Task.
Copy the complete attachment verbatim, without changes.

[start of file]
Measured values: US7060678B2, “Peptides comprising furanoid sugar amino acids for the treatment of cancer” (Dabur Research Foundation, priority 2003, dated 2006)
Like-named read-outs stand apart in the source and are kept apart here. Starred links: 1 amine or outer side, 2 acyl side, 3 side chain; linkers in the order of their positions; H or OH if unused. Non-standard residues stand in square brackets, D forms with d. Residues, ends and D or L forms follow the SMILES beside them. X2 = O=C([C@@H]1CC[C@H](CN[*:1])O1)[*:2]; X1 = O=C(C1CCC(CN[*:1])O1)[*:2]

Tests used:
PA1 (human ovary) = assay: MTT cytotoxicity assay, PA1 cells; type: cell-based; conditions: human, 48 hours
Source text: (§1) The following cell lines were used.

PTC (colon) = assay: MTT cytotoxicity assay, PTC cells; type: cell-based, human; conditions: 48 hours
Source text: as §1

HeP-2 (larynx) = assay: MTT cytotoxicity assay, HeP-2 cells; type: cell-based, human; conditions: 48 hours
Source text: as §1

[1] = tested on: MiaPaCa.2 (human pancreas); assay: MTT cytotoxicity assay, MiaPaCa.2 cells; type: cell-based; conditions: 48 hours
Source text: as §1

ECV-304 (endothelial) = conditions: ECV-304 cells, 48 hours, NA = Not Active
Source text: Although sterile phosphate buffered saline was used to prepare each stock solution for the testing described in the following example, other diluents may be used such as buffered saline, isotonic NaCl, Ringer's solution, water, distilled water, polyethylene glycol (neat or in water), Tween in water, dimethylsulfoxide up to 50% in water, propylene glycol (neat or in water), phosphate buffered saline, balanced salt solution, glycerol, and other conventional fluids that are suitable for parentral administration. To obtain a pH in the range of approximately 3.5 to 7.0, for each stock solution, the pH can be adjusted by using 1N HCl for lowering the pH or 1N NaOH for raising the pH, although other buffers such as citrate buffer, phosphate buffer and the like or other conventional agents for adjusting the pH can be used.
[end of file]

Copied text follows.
Measured values: US7060678B2, “Peptides comprising furanoid sugar amino acids for the treatment of cancer” (Dabur Research Foundation, priority 2003, dated 2006)
Like-named read-outs stand apart in the source and are kept apart here. Starred links: 1 amine or outer side, 2 acyl side, 3 side chain; linkers in the order of their positions; H or OH if unused. Non-standard residues stand in square brackets, D forms with d. Residues, ends and D or L forms follow the SMILES beside them. X2 = O=C([C@@H]1CC[C@H](CN[*:1])O1)[*:2]; X1 = O=C(C1CCC(CN[*:1])O1)[*:2]

Tests used:
PA1 (human ovary) = assay: MTT cytotoxicity assay, PA1 cells; type: cell-based; conditions: human, 48 hours
Source text: (§1) The following cell lines were used.

PTC (colon) = assay: MTT cytotoxicity assay, PTC cells; type: cell-based, human; conditions: 48 hours
Source text: as §1

HeP-2 (larynx) = assay: MTT cytotoxicity assay, HeP-2 cells; type: cell-based, human; conditions: 48 hours
Source text: as §1

[1] = tested on: MiaPaCa.2 (human pancreas); assay: MTT cytotoxicity assay, MiaPaCa.2 cells; type: cell-based; conditions: 48 hours
Source text: as §1

ECV-304 (endothelial) = conditions: ECV-304 cells, 48 hours, NA = Not Active
Source text: Although sterile phosphate buffered saline was used to prepare each stock solution for the testing described in the following example, other diluents may be used such as buffered saline, isotonic NaCl, Ringer's solution, water, distilled water, polyethylene glycol (neat or in water), Tween in water, dimethylsulfoxide up to 50% in water, propylene glycol (neat or in water), phosphate buffered saline, balanced salt solution, glycerol, and other conventional fluids that are suitable for parentral administration. To obtain a pH in the range of approximately 3.5 to 7.0, for each stock solution, the pH can be adjusted by using 1N HCl for lowering the pH or 1N NaOH for raising the pH, although other buffers such as citrate buffer, phosphate buffer and the like or other conventional agents for adjusting the pH can be used.